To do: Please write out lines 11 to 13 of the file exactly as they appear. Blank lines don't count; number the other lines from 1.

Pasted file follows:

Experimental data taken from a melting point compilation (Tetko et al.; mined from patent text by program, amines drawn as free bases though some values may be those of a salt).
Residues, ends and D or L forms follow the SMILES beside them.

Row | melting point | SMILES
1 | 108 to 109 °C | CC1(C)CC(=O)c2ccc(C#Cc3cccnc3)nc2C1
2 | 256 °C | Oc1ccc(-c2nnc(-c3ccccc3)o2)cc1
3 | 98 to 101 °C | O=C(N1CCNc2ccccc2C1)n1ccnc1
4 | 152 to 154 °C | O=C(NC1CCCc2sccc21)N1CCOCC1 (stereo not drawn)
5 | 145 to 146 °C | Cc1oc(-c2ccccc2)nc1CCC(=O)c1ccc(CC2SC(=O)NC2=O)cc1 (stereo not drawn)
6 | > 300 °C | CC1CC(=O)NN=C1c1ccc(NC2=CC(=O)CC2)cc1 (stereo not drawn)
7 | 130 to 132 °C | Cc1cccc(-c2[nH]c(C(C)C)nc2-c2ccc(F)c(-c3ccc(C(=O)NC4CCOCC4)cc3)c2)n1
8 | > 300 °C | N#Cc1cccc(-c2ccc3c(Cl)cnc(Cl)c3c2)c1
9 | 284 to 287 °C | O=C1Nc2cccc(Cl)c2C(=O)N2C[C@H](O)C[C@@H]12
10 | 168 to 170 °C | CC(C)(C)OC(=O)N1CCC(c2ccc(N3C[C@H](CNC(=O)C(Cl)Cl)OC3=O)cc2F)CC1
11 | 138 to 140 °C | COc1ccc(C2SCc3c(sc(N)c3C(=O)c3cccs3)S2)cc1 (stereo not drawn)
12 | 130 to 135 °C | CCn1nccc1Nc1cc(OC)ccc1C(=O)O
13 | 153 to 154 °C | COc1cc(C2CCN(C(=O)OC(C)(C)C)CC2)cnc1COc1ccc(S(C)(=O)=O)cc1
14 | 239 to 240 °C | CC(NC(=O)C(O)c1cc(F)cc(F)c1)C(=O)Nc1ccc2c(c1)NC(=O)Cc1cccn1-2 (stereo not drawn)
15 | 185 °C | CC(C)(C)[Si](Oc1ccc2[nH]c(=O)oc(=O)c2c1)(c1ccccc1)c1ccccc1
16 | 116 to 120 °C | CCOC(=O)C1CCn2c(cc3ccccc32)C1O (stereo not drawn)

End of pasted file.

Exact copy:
8 | > 300 °C | N#Cc1cccc(-c2ccc3c(Cl)cnc(Cl)c3c2)c1
9 | 284 to 287 °C | O=C1Nc2cccc(Cl)c2C(=O)N2C[C@H](O)C[C@@H]12
10 | 168 to 170 °C | CC(C)(C)OC(=O)N1CCC(c2ccc(N3C[C@H](CNC(=O)C(Cl)Cl)OC3=O)cc2F)CC1